For lovers of the sport and the Thoroughbred breed, this is THE WEEK! It's Kentucky Derby Week, the event that turns the town of Louisville, Kentucky into a horseperson's Mardi Gras for seven days leading up to the magical date--the first Saturday in May and...
The Run for the Roses.
You may or may not know that along with my fanatical devotion to writing, I also breed Thoroughbreds. This is a very exciting time for me. "The Derby" as it's known generically, is the Superbowl of horse racing. The Derby is also the first leg in the Triple Crown, those three monumental races, including the Preakness two weeks later, and the Belmont Stakes another three weeks after that, that determines if we are again witnessing the making of a legend. When someone says "Triple Crown" the first horse that may pop into most peoples' minds is the immortal Secretariat, but there have been others since him--the equally immortal Seattle Slew and Affirmed--who have won the coveted Crown. It just hasn't happened since the late 1970s. Thirty years have passed without another Triple Crown champion. But, to use a standard cliche, "Hope springs eternal."
There is no standout horse this year. There is no dominate Smarty Jones, Afleet Alex, Barbaro that is expected to take it all. What we have is a field of very good horses. For the first time in decades, I have no horse that I enthusiastically endorse (like I did the three mentioned above). Always bear in mind, however, that with fate and horse racing being what they are (fickle), this doesn't mean we may not see our next Superhorse emerge from the herd. ;)
Here are a few that I really like, in no particular order:
Well, of course, with a name like Colonel John and me being so military-oriented, how could I not like this guy? Another plus. He's from the Relaunch male line, Relaunch being the sire of the immortal Skywalker, as well as at least four others with "million/s" behind their earnings. That's unusual in an age where the males lines are dominated by Mr. Prospector/Gone West, Northern Dancer/Storm Cat, and Seattle Slew/AP Indy. I won't get down into the weeds of his pedigree (you'd be here all day) but suffice it to say this guy has a lot going for him in the genetic department including a fabulous balance of both speed (for short distances) and stamina (for longer distances). This is the kind of pedigree that could take it all! His race record is very respectable at 6 starts-4 wins and 2 seconds and over $800,000 in earnings, to date. If he peaks for the Derby, he'll be a force to contend with.
Oh, yes, female power. How can I not root for a filly that had the talent and credentials to make it all the way to the Big D? Do we have another Winning Colors in the making? Another Rags To Riches? Another...dare I say it?...Ruffian? Well, probably not, as her race record doesn't indicate freakish speed, but it does show a solid performer. 9 starts, 5 wins, 2 seconds, 1 third, over $300,000 in earnings. Her pedigree? Delta Mr. Prospector--that means Mr. P is the patriarchal sire of her sire line (Mr. P/Fappiano/Unbridled-Derby winner/Unbridleds Song) and he's also the sire of her granddam. That's some powerful reinforcement through opposite sexes to a great, GREAT sire. Her dam's sire is also Dixieland Band who is a phenomenal broodmare sire (meaning his daughters' offspring are often awesome runners). What scares me? The history of some of her relatives with catastrophic breakdown. Hopefully the strengths in her genetics outweigh any potential for disaster.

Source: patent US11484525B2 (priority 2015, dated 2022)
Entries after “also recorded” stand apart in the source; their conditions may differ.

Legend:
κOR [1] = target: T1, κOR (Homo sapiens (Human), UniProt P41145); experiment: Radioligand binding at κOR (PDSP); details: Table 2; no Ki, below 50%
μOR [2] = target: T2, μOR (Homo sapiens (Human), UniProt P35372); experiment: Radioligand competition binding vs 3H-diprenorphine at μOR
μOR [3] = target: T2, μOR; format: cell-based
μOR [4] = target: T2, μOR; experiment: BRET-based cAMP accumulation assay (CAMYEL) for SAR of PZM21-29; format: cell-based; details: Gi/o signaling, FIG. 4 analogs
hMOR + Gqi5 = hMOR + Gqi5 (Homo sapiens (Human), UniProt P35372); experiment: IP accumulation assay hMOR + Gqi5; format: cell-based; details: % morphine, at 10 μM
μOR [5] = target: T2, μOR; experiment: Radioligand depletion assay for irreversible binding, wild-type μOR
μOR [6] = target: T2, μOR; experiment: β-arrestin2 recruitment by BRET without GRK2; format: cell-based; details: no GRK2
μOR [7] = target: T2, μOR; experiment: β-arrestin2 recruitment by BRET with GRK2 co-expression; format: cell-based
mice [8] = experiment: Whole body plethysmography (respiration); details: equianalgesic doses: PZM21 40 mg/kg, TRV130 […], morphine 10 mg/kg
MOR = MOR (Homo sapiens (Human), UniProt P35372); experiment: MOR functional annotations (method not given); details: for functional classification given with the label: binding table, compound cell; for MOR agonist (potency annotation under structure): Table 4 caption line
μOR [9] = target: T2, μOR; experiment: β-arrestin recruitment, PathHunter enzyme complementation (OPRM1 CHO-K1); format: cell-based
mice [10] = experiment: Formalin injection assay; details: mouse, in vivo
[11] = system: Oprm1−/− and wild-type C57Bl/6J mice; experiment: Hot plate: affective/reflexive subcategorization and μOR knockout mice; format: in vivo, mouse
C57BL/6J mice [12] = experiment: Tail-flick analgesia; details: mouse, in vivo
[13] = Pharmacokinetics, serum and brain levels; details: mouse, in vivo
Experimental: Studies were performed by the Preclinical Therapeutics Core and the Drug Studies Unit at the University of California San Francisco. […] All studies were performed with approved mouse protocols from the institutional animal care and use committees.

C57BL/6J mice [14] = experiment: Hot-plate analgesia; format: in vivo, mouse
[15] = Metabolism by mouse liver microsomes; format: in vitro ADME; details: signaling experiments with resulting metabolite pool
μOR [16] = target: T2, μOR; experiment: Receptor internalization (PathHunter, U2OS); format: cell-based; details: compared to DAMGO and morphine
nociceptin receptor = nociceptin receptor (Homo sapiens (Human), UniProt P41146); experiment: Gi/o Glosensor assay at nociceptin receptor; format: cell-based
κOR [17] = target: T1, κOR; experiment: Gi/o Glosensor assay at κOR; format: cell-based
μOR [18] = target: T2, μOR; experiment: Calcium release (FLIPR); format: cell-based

One word. Impressive. Three starts, three wins, over $650,000 in earnings., including the Grade 1 Florida Derby. He's running with the big boys and he has the right stuff. Pedigree wise: Big Brown is an example of what I would never do in breeding--the top and bottom of his pedigree are the same pattern, Northern Dancer over Damascus--meaning his sire is by a son of Northern Dancer (Danzig) out of a daugher of Damascus. His dam is by a son of Northern Dancer (Nureyev) out of a granddaughter of Damascus. Can you say inbred? Inbreeding is done a lot in TB breeding, but usually the reinforcements are reversed, in other words, the pedigrees are mirror images of each other, not a nearly identical pattern. (Am I making sense?) Still, Northern Dancer is one of the few sires where duplication of male lines does work and Danzig and Nureyev were certainly two of his greatest sons. And Damascus reinforced through female lines...awesome. Big Brown represents (to me anyway) a genetic no-no that just may pay off handsomely. His pedigree breaks all the rules and that makes him mighty (to borrow a phrase from Firefly). He's lightly raced for a test of this caliber and a field of this size--and inexperience is not a good thing to have going into the Derby--so how he does may boil down to what's inside his head. He's shown he has the athletic goods to make it happen, the question is if he has the professional mind.